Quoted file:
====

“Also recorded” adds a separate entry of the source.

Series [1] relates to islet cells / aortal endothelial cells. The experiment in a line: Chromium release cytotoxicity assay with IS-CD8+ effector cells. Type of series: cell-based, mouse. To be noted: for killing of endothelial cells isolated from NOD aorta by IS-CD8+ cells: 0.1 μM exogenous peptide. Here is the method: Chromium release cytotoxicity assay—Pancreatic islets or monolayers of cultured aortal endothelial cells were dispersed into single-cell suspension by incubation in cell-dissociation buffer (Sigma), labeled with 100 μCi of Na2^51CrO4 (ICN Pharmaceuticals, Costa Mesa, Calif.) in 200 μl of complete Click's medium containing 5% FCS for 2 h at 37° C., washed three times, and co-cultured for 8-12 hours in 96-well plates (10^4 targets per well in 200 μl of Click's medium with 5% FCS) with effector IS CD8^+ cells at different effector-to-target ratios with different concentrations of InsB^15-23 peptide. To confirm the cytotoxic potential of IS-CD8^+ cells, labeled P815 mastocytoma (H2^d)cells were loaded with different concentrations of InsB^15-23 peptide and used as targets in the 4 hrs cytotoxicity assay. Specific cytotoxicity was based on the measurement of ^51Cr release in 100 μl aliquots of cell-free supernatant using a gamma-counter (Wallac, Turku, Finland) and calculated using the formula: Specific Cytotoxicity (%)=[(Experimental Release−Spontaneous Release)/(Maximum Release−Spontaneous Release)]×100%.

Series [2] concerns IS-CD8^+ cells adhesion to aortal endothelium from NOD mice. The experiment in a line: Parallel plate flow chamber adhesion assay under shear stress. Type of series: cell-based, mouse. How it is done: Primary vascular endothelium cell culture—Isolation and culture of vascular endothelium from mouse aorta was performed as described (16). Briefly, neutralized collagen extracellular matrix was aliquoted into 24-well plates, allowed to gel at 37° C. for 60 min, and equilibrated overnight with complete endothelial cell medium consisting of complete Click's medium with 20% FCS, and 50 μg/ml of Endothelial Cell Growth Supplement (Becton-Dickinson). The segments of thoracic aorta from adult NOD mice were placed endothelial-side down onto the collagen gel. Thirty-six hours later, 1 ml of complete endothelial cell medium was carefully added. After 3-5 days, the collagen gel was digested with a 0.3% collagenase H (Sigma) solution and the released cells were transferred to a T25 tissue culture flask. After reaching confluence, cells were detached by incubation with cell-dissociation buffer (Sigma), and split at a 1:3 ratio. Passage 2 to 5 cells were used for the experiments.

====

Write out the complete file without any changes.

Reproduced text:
“Also recorded” adds a separate entry of the source.

Series [1] relates to islet cells / aortal endothelial cells. The experiment in a line: Chromium release cytotoxicity assay with IS-CD8+ effector cells. Type of series: cell-based, mouse. To be noted: for killing of endothelial cells isolated from NOD aorta by IS-CD8+ cells: 0.1 μM exogenous peptide. Here is the method: Chromium release cytotoxicity assay—Pancreatic islets or monolayers of cultured aortal endothelial cells were dispersed into single-cell suspension by incubation in cell-dissociation buffer (Sigma), labeled with 100 μCi of Na2^51CrO4 (ICN Pharmaceuticals, Costa Mesa, Calif.) in 200 μl of complete Click's medium containing 5% FCS for 2 h at 37° C., washed three times, and co-cultured for 8-12 hours in 96-well plates (10^4 targets per well in 200 μl of Click's medium with 5% FCS) with effector IS CD8^+ cells at different effector-to-target ratios with different concentrations of InsB^15-23 peptide. To confirm the cytotoxic potential of IS-CD8^+ cells, labeled P815 mastocytoma (H2^d)cells were loaded with different concentrations of InsB^15-23 peptide and used as targets in the 4 hrs cytotoxicity assay. Specific cytotoxicity was based on the measurement of ^51Cr release in 100 μl aliquots of cell-free supernatant using a gamma-counter (Wallac, Turku, Finland) and calculated using the formula: Specific Cytotoxicity (%)=[(Experimental Release−Spontaneous Release)/(Maximum Release−Spontaneous Release)]×100%.

Series [2] concerns IS-CD8^+ cells adhesion to aortal endothelium from NOD mice. The experiment in a line: Parallel plate flow chamber adhesion assay under shear stress. Type of series: cell-based, mouse. How it is done: Primary vascular endothelium cell culture—Isolation and culture of vascular endothelium from mouse aorta was performed as described (16). Briefly, neutralized collagen extracellular matrix was aliquoted into 24-well plates, allowed to gel at 37° C. for 60 min, and equilibrated overnight with complete endothelial cell medium consisting of complete Click's medium with 20% FCS, and 50 μg/ml of Endothelial Cell Growth Supplement (Becton-Dickinson). The segments of thoracic aorta from adult NOD mice were placed endothelial-side down onto the collagen gel. Thirty-six hours later, 1 ml of complete endothelial cell medium was carefully added. After 3-5 days, the collagen gel was digested with a 0.3% collagenase H (Sigma) solution and the released cells were transferred to a T25 tissue culture flask. After reaching confluence, cells were detached by incubation with cell-dissociation buffer (Sigma), and split at a 1:3 ratio. Passage 2 to 5 cells were used for the experiments.